copy provided by Image Comics through Netgalley
I was so excited for this!
The main character is a highly successful woman of colour who is not in a heteronormative relationship! How awesome is that?
Those 2 stars are all for that, plus the absence of gratuitous sexualisation and the amazing art work.
The story was just too shallow for me - yes there are some heavy subjects approached like, alienation and empathy and what it means to be human, but Mara herself wasn't a particularly developed character. Nor was anyone else, come to think of it.
This just read like a stereotypical super hero origin story, with a distinct disconnection between characters - I suppose that's deliberate, to show how Mara was becoming more, but still...
It seemed like Watchman ultra-light, with Mara as a young adult female Dr. Manhattan. But with none of the grittiness of the position.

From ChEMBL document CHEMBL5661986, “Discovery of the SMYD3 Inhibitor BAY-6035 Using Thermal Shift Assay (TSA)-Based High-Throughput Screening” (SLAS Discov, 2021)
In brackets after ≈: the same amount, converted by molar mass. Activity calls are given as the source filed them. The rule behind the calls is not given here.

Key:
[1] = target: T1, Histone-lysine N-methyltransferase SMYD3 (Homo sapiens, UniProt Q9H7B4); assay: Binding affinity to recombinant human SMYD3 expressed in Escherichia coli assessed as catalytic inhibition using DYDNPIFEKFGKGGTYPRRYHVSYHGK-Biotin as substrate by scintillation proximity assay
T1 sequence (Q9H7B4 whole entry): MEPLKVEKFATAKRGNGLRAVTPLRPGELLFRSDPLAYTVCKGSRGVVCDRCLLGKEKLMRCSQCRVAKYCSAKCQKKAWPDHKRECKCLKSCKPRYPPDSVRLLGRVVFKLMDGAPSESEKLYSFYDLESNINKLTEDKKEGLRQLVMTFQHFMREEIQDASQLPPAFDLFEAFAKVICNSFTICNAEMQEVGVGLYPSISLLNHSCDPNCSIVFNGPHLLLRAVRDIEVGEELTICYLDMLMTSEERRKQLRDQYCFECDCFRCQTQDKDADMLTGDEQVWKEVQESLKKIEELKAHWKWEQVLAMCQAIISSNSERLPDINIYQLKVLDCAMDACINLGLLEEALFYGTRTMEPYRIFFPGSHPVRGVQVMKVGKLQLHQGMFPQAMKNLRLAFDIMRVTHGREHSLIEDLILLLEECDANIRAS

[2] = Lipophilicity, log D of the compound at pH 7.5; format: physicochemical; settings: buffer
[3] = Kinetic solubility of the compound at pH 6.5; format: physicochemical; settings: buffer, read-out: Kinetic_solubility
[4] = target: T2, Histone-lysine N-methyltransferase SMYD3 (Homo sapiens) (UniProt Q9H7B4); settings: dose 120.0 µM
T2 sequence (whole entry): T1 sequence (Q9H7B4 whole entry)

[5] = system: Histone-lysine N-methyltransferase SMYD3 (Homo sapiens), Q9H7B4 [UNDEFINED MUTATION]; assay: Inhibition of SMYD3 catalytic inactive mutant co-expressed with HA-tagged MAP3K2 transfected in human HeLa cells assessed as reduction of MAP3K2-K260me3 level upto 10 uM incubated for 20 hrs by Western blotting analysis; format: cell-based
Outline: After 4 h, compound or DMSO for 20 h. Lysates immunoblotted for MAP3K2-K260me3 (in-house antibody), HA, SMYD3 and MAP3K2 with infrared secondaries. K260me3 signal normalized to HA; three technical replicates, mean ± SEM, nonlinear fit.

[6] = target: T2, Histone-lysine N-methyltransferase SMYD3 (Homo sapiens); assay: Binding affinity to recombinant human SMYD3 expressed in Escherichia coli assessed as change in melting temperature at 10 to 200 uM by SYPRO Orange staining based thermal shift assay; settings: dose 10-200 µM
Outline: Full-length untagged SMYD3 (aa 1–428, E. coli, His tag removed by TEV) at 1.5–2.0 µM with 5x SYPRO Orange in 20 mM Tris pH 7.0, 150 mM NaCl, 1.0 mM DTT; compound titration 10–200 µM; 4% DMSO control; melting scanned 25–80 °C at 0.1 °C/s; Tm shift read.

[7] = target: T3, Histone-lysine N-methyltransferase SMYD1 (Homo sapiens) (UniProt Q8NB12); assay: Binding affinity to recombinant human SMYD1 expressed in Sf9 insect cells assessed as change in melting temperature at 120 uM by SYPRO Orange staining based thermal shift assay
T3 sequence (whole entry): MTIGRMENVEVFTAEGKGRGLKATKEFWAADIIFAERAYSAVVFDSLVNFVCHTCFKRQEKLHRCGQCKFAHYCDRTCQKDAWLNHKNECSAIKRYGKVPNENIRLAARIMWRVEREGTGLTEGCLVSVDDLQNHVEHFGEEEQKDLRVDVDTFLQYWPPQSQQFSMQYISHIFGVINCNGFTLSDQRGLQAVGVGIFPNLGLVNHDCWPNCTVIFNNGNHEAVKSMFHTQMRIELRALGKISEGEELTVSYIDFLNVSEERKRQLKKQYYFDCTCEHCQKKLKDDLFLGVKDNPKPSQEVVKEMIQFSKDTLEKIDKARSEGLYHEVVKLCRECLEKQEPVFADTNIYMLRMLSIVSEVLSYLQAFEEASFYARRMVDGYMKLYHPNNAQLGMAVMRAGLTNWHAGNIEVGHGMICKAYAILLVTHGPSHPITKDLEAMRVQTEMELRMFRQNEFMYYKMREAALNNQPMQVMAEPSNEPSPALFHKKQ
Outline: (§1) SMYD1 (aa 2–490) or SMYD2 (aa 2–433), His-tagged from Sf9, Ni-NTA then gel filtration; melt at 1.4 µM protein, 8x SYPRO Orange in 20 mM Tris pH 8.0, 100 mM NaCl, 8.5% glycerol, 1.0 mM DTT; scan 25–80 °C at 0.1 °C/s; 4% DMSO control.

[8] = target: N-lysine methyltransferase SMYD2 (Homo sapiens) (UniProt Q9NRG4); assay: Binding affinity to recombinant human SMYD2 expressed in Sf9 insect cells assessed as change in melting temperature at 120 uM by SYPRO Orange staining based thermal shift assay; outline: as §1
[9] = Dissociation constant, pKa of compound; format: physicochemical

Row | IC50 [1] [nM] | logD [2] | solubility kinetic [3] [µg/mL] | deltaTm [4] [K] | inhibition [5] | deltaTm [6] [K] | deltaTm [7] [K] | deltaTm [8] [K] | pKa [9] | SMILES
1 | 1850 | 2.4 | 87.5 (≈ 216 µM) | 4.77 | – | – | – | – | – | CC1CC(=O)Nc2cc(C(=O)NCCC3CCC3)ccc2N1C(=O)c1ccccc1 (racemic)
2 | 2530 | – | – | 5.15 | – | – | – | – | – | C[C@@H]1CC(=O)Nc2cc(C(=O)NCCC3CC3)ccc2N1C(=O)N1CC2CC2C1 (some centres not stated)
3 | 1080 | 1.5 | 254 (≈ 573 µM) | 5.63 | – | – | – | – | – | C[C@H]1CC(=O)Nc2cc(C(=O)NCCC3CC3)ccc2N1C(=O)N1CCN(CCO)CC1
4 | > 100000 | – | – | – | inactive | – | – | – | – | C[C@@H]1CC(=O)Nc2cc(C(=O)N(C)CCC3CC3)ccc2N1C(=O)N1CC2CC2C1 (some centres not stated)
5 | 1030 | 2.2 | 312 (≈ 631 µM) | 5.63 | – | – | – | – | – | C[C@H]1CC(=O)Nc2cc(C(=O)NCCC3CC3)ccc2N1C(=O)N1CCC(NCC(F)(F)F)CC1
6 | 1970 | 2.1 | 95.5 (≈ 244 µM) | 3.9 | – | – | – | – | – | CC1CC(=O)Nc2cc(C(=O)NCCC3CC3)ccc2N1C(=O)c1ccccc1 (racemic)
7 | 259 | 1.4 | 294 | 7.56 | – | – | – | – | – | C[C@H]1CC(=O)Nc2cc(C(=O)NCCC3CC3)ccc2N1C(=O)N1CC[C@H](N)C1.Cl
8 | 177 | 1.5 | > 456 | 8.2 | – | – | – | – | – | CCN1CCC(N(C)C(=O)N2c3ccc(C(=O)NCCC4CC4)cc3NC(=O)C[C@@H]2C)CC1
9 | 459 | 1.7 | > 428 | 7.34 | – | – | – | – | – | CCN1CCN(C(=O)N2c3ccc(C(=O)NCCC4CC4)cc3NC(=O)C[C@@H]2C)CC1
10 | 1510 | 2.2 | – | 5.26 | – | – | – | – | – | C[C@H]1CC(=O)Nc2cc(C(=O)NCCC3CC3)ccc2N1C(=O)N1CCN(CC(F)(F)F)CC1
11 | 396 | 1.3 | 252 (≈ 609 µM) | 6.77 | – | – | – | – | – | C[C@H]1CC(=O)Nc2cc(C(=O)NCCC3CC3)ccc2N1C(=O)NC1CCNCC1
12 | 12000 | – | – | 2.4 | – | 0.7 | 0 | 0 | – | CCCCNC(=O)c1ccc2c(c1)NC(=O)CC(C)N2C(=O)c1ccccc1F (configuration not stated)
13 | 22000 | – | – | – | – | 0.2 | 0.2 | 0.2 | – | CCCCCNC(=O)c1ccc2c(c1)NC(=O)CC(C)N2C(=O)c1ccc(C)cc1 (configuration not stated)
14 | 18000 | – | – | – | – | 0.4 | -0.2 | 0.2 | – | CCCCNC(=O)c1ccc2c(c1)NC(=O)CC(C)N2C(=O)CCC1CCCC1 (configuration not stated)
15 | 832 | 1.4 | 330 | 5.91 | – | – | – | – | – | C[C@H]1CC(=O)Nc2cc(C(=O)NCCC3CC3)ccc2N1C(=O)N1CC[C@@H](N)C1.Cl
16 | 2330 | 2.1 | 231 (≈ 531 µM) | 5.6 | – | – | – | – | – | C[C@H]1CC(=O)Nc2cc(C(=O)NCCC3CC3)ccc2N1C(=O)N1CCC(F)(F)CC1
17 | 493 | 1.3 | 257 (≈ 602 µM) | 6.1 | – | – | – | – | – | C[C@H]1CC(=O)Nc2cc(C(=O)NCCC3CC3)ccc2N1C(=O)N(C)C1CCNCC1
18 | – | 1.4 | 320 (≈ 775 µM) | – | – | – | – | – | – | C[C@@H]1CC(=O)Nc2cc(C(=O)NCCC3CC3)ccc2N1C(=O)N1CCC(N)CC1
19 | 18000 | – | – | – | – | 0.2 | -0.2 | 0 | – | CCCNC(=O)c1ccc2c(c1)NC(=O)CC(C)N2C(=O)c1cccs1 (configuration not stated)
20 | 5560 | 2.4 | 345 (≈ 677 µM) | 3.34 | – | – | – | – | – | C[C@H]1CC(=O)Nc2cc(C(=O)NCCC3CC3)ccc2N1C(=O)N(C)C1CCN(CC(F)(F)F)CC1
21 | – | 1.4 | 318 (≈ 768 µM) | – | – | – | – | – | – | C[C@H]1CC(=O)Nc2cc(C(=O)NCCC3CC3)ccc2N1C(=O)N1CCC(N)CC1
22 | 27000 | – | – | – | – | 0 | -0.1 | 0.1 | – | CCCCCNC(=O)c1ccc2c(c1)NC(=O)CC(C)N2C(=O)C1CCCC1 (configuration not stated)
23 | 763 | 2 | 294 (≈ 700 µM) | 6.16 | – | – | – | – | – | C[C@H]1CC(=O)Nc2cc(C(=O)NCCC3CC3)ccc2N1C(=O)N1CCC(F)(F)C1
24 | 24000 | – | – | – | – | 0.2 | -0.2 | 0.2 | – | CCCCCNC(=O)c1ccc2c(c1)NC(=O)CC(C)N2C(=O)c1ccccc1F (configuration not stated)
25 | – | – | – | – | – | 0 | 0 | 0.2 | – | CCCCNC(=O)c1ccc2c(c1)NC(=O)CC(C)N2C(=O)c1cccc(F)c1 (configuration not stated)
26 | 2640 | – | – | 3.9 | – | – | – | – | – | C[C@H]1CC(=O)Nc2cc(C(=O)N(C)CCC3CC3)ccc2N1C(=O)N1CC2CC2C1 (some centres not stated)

Even when we get flashbacks to her parents saying goodbye to her before she was turned over for training, it all seemed so... superficial and sanitized.
I get that they're trying to make the reader's focus shift to the philosophical implications of her new state, but really... this needed a why.
So, to summarise, awesome artwork, kudos for a character representing several minorities (not that any of these minorities' issues are ever approached...)... and not so great on the character development and cohesive narrative side of things.
It felt more like an exploration of philosophy 101. And I, personally, am not here for that.
Brian Wood (author)'s official site
Ming Doyle (illustrator)'s official site
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